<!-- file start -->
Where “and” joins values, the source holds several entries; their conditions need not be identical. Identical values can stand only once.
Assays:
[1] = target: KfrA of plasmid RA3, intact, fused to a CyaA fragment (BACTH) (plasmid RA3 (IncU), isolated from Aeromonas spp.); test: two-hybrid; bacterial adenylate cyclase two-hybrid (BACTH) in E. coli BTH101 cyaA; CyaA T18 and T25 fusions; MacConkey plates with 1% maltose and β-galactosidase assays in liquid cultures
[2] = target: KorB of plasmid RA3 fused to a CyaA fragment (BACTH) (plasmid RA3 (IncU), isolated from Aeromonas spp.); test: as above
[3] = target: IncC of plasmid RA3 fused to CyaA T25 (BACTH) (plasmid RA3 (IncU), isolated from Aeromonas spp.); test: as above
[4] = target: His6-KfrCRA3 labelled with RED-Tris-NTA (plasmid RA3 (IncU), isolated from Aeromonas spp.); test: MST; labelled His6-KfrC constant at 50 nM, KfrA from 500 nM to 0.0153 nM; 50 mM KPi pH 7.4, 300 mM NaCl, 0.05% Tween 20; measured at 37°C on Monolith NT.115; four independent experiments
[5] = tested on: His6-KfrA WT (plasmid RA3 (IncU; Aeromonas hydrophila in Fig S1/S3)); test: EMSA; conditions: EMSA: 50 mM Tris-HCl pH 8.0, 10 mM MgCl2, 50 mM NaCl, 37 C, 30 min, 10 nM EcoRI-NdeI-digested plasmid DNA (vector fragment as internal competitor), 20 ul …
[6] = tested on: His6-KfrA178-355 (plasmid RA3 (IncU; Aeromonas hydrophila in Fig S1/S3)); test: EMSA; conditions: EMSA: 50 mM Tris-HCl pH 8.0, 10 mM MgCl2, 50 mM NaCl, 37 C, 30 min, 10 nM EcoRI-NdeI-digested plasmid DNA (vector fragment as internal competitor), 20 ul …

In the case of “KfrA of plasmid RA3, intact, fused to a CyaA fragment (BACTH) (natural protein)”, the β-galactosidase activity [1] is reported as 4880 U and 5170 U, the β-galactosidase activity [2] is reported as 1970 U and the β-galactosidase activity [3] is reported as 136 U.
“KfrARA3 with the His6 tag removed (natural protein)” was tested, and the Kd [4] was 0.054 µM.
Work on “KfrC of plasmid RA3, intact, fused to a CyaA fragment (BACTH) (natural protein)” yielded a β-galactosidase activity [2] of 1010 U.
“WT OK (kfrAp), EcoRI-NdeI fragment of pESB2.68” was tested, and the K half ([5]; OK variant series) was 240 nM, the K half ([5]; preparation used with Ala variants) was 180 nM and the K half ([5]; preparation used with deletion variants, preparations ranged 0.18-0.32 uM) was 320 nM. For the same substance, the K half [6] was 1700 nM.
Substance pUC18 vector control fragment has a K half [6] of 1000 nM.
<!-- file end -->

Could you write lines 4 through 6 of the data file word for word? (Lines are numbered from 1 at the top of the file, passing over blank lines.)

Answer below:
[2] = target: KorB of plasmid RA3 fused to a CyaA fragment (BACTH) (plasmid RA3 (IncU), isolated from Aeromonas spp.); test: as above
[3] = target: IncC of plasmid RA3 fused to CyaA T25 (BACTH) (plasmid RA3 (IncU), isolated from Aeromonas spp.); test: as above
[4] = target: His6-KfrCRA3 labelled with RED-Tris-NTA (plasmid RA3 (IncU), isolated from Aeromonas spp.); test: MST; labelled His6-KfrC constant at 50 nM, KfrA from 500 nM to 0.0153 nM; 50 mM KPi pH 7.4, 300 mM NaCl, 0.05% Tween 20; measured at 37°C on Monolith NT.115; four independent experiments